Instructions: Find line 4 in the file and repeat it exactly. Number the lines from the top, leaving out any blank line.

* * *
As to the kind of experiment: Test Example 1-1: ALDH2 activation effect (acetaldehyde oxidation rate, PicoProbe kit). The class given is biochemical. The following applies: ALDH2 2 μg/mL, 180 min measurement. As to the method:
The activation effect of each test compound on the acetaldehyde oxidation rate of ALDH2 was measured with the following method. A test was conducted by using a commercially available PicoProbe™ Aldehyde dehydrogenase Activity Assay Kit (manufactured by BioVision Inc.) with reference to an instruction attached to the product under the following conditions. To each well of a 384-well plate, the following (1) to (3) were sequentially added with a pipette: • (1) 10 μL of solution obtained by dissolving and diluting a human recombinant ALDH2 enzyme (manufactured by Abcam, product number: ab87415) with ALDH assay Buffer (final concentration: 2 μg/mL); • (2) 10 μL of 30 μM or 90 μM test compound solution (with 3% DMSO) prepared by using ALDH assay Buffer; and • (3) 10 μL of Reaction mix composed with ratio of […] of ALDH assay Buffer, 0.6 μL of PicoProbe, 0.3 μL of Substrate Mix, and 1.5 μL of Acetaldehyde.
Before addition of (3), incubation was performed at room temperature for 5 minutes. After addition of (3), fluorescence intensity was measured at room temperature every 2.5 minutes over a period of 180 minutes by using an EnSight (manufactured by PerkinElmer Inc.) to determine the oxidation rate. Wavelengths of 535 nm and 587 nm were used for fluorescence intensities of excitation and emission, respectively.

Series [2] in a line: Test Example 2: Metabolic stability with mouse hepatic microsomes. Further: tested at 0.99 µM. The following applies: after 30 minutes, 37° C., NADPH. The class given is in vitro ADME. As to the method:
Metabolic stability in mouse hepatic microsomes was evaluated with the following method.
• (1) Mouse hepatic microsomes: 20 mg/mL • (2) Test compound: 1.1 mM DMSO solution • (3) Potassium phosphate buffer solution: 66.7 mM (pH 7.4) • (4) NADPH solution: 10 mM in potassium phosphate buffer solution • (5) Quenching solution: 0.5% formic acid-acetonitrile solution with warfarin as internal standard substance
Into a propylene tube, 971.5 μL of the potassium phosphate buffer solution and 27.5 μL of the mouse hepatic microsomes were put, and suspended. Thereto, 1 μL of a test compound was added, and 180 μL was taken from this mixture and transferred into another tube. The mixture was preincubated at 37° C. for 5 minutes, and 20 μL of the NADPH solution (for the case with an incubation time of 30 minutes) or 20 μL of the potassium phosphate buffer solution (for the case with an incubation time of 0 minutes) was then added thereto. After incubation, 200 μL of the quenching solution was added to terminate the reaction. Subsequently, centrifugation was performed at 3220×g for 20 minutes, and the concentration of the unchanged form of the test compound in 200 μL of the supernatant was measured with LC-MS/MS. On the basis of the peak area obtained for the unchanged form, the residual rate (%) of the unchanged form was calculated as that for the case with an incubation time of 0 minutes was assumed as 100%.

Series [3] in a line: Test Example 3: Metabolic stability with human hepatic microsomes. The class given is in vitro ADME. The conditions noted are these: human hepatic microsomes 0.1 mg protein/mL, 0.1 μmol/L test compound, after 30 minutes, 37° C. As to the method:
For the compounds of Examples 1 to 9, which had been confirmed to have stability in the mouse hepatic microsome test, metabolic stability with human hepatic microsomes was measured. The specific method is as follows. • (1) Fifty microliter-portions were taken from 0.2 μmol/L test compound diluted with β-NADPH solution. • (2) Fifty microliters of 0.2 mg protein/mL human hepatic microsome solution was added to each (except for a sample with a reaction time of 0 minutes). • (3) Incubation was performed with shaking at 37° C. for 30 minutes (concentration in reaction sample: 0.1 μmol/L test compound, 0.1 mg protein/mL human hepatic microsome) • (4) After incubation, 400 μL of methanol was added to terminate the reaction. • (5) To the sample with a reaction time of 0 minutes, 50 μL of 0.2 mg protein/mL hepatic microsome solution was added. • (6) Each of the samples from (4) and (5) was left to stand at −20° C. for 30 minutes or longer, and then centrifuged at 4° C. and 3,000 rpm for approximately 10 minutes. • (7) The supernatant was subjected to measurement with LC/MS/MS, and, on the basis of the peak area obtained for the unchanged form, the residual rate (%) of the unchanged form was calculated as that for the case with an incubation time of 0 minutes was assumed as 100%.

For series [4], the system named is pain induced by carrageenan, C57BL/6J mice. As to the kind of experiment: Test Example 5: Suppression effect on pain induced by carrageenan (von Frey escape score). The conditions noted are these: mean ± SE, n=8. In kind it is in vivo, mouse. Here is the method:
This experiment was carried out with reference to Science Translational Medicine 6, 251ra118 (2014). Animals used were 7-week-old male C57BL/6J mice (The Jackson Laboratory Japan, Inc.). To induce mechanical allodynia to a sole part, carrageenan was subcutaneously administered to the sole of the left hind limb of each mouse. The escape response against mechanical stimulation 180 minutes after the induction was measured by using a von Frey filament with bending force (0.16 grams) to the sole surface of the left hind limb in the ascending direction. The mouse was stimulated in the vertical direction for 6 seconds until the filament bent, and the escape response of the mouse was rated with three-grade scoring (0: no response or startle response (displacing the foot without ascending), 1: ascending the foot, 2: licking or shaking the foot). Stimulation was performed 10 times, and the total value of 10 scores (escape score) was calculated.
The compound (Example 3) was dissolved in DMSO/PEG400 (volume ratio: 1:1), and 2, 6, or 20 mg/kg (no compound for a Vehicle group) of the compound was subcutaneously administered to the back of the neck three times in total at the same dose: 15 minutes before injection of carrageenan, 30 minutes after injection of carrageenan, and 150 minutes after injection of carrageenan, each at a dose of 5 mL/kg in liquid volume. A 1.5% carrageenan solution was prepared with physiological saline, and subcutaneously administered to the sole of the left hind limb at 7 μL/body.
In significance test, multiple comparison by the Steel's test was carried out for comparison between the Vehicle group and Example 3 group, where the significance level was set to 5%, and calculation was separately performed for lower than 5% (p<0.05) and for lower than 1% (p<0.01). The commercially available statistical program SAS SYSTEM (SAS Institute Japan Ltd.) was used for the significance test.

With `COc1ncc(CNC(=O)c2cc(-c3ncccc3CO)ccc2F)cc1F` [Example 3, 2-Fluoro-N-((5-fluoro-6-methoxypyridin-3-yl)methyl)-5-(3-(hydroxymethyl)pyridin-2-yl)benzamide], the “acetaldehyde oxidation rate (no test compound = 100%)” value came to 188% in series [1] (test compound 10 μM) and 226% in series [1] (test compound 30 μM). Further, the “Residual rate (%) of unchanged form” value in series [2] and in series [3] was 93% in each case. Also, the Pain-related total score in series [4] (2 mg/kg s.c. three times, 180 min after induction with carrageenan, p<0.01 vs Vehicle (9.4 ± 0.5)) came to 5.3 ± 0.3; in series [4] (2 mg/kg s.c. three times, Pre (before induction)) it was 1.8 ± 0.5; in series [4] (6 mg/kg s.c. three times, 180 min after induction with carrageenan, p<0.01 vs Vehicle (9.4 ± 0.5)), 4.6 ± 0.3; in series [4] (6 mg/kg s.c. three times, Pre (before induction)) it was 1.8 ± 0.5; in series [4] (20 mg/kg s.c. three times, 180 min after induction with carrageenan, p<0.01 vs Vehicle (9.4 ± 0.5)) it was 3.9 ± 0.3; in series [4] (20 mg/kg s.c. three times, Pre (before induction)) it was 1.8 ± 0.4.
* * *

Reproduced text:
Series [2] in a line: Test Example 2: Metabolic stability with mouse hepatic microsomes. Further: tested at 0.99 µM. The following applies: after 30 minutes, 37° C., NADPH. The class given is in vitro ADME. As to the method: